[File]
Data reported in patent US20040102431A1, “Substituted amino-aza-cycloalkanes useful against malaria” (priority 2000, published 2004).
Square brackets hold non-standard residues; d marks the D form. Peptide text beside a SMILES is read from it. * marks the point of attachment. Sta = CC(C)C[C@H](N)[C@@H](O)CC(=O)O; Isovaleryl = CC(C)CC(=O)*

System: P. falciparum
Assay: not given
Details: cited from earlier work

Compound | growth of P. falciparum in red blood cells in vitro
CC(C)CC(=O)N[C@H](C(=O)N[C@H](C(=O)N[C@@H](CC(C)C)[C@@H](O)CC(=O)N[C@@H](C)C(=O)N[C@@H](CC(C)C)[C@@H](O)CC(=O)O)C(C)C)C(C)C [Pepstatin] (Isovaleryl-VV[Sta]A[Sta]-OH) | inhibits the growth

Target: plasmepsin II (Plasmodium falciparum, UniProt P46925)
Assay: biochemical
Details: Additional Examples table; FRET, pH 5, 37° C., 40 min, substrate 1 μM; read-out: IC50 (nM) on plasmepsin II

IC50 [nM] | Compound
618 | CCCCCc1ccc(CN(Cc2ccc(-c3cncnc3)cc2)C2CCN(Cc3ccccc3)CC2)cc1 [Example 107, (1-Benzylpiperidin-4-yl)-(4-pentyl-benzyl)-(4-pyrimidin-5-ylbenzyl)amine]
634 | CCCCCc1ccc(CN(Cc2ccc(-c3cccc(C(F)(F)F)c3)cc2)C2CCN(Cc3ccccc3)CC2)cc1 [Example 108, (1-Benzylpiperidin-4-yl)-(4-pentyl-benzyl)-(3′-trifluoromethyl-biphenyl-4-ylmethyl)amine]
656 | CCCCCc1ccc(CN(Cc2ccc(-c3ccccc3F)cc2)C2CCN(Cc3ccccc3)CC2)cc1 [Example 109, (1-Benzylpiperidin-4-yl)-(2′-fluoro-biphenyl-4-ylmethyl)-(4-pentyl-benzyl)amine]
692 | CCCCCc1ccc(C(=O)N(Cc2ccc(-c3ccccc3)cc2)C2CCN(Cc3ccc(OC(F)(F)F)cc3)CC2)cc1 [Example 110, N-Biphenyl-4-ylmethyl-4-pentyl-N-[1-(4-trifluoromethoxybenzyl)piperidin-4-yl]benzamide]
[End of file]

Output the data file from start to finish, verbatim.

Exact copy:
Data reported in patent US20040102431A1, “Substituted amino-aza-cycloalkanes useful against malaria” (priority 2000, published 2004).
Square brackets hold non-standard residues; d marks the D form. Peptide text beside a SMILES is read from it. * marks the point of attachment. Sta = CC(C)C[C@H](N)[C@@H](O)CC(=O)O; Isovaleryl = CC(C)CC(=O)*

System: P. falciparum
Assay: not given
Details: cited from earlier work

Compound | growth of P. falciparum in red blood cells in vitro
CC(C)CC(=O)N[C@H](C(=O)N[C@H](C(=O)N[C@@H](CC(C)C)[C@@H](O)CC(=O)N[C@@H](C)C(=O)N[C@@H](CC(C)C)[C@@H](O)CC(=O)O)C(C)C)C(C)C [Pepstatin] (Isovaleryl-VV[Sta]A[Sta]-OH) | inhibits the growth

Target: plasmepsin II (Plasmodium falciparum, UniProt P46925)
Assay: biochemical
Details: Additional Examples table; FRET, pH 5, 37° C., 40 min, substrate 1 μM; read-out: IC50 (nM) on plasmepsin II

IC50 [nM] | Compound
618 | CCCCCc1ccc(CN(Cc2ccc(-c3cncnc3)cc2)C2CCN(Cc3ccccc3)CC2)cc1 [Example 107, (1-Benzylpiperidin-4-yl)-(4-pentyl-benzyl)-(4-pyrimidin-5-ylbenzyl)amine]
634 | CCCCCc1ccc(CN(Cc2ccc(-c3cccc(C(F)(F)F)c3)cc2)C2CCN(Cc3ccccc3)CC2)cc1 [Example 108, (1-Benzylpiperidin-4-yl)-(4-pentyl-benzyl)-(3′-trifluoromethyl-biphenyl-4-ylmethyl)amine]
656 | CCCCCc1ccc(CN(Cc2ccc(-c3ccccc3F)cc2)C2CCN(Cc3ccccc3)CC2)cc1 [Example 109, (1-Benzylpiperidin-4-yl)-(2′-fluoro-biphenyl-4-ylmethyl)-(4-pentyl-benzyl)amine]
692 | CCCCCc1ccc(C(=O)N(Cc2ccc(-c3ccccc3)cc2)C2CCN(Cc3ccc(OC(F)(F)F)cc3)CC2)cc1 [Example 110, N-Biphenyl-4-ylmethyl-4-pentyl-N-[1-(4-trifluoromethoxybenzyl)piperidin-4-yl]benzamide]